I'm using angular with i18n translations in json files like de.json and en.json. In my production environment (nginx) I have the problem that these JSON files are cached by the web browser. After an upgrade, Chrome will not download the new version of the current json file even though the date header has changed.

Request Information (Chrome):

Response Headers:

  • content-encoding: gzip
  • content-type: application/json
  • date: Fri, 15 Feb 2019 09:04:42 GMT
  • etag: W/"5c62bf4d-2aea"
  • last-modified: Tue, 12 Feb 2019 12:42:53 GMT
  • server: nginx/1.14.0 (Ubuntu)
  • status: 304

Does anyone have experience with this problem and can help me?

  • please copy the request as curl and try to run it, then you'll know if 304 comes from the browser cache or from nginx
    – Guerric P
    Feb 17, 2019 at 19:58

1 Answer 1


Not specifically a fix for Angular/nginx, but a practice I often use is to append a query string parameter to the resource when you load it. For me, this is typically derived from version number of the .js file / application, e.g. using it as a seed for a RNG

So, instead of: <script src="/assets/de.json" />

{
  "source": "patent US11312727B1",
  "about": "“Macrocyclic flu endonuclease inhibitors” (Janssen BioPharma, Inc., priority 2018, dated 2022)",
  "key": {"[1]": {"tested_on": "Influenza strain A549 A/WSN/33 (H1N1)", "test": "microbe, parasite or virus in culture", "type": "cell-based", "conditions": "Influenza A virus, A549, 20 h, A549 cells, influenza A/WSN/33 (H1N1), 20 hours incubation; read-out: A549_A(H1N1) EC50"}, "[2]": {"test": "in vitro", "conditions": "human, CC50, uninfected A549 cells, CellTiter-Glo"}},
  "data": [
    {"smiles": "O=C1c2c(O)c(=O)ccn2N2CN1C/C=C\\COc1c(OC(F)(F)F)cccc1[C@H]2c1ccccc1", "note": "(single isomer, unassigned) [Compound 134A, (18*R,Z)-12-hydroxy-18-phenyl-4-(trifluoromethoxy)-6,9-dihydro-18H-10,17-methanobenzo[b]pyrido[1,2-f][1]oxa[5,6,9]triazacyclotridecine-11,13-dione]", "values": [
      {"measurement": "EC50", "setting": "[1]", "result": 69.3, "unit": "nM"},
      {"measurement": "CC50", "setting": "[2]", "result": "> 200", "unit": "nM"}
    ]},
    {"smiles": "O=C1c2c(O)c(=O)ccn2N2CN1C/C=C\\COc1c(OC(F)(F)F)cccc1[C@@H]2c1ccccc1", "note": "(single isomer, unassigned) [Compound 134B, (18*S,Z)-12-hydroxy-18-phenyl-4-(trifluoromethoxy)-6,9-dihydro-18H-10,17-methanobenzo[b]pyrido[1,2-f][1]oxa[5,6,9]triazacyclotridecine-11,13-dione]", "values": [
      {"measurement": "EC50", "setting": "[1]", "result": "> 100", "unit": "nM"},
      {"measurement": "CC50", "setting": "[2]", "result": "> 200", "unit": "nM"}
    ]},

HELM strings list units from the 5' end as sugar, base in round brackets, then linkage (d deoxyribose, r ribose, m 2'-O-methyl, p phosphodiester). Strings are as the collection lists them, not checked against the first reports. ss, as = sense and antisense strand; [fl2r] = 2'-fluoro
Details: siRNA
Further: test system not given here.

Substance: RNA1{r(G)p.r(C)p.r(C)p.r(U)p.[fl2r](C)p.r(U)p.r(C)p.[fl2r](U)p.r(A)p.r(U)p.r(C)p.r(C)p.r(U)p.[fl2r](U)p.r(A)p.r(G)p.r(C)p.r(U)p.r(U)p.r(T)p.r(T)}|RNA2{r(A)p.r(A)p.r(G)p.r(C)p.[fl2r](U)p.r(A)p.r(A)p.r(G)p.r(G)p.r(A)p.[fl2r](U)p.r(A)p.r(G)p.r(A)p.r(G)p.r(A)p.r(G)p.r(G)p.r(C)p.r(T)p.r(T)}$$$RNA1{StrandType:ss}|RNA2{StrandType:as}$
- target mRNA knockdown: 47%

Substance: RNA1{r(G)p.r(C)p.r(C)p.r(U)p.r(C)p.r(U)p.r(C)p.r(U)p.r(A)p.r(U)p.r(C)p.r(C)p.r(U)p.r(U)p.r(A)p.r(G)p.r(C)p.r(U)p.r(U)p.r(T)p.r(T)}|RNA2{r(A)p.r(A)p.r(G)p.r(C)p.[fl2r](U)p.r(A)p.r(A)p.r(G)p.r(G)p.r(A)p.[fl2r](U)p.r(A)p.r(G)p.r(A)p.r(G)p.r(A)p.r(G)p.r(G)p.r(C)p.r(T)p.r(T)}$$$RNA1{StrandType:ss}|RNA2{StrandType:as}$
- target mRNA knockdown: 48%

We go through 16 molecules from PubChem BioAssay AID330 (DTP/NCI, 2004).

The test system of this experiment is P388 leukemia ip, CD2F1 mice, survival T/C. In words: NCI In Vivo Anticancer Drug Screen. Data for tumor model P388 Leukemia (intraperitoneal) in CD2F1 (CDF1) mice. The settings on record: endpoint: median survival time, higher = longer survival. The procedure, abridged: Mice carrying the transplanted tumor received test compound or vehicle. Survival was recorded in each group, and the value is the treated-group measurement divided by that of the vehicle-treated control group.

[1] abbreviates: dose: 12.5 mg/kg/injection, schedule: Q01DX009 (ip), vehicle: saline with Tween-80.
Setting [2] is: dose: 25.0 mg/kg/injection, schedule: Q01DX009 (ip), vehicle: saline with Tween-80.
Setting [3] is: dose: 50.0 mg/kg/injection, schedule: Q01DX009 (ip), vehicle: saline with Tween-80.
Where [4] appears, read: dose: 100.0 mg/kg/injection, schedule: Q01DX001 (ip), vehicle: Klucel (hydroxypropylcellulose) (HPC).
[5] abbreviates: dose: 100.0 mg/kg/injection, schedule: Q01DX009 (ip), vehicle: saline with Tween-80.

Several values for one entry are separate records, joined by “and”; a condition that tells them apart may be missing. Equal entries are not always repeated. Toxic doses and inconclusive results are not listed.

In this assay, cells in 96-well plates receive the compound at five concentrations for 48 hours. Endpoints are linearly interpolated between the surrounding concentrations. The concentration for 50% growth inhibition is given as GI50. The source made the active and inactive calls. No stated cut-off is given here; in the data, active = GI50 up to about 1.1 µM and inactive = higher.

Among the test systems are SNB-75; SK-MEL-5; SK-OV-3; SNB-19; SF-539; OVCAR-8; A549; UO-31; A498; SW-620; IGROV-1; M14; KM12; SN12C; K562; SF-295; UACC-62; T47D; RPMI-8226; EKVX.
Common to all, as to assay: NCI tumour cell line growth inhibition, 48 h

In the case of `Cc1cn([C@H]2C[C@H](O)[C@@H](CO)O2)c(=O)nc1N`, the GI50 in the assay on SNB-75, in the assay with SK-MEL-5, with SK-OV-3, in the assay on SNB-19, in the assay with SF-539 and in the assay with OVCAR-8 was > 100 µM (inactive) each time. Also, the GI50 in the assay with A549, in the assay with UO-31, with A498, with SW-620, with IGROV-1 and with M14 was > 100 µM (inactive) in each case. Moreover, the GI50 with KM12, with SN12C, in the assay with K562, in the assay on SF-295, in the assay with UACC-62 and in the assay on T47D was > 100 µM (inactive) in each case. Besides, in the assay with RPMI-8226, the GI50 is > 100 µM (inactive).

use <script src="/assets/de.json?_=12345" />

Bonus points- in your Angular application, you can keep track of what version of the assets that you want to include, meaning that you can release new asset files without having clients immediately update to them if they have them in local cache (although note that new clients will get the new version regardless)

  • You are right, this is not what I searched for. But the query params automatically add the request header "cache-control: no-cache", so it works. I am not sure if this is a problem of Chrome or nginx, since in my request date is more recent than last modified date. Thanks :)
    – MBDev
    Feb 19, 2019 at 8:50
  • The server might be sending the "last-modified" header, but if the browser is never requesting it, it doesn't matter. There are headers to set expiry date, etc, but the easiest solution (that I have found) is to use the query string approach as mentioned above.
    – AndrewP
    Feb 19, 2019 at 23:46

Your Answer

By clicking “Post Your Answer”, you agree to our terms of service and acknowledge you have read our privacy policy.

Not the answer you're looking for? Browse other questions tagged or ask your own question.